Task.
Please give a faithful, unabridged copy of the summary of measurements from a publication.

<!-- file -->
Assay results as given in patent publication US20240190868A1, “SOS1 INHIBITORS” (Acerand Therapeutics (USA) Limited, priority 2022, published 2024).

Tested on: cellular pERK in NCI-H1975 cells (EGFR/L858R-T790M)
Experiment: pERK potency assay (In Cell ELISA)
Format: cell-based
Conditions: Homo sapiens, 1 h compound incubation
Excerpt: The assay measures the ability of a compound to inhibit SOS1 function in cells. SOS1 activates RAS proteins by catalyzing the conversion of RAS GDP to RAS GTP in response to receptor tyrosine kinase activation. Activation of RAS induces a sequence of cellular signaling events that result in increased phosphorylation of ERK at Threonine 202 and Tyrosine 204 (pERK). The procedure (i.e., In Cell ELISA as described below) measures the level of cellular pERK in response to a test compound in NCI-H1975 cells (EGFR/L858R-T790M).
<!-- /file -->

Assay results as given in patent publication US20240190868A1, “SOS1 INHIBITORS” (Acerand Therapeutics (USA) Limited, priority 2022, published 2024).

Tested on: cellular pERK in NCI-H1975 cells (EGFR/L858R-T790M)
Experiment: pERK potency assay (In Cell ELISA)
Format: cell-based
Conditions: Homo sapiens, 1 h compound incubation
Excerpt: The assay measures the ability of a compound to inhibit SOS1 function in cells. SOS1 activates RAS proteins by catalyzing the conversion of RAS GDP to RAS GTP in response to receptor tyrosine kinase activation. Activation of RAS induces a sequence of cellular signaling events that result in increased phosphorylation of ERK at Threonine 202 and Tyrosine 204 (pERK). The procedure (i.e., In Cell ELISA as described below) measures the level of cellular pERK in response to a test compound in NCI-H1975 cells (EGFR/L858R-T790M).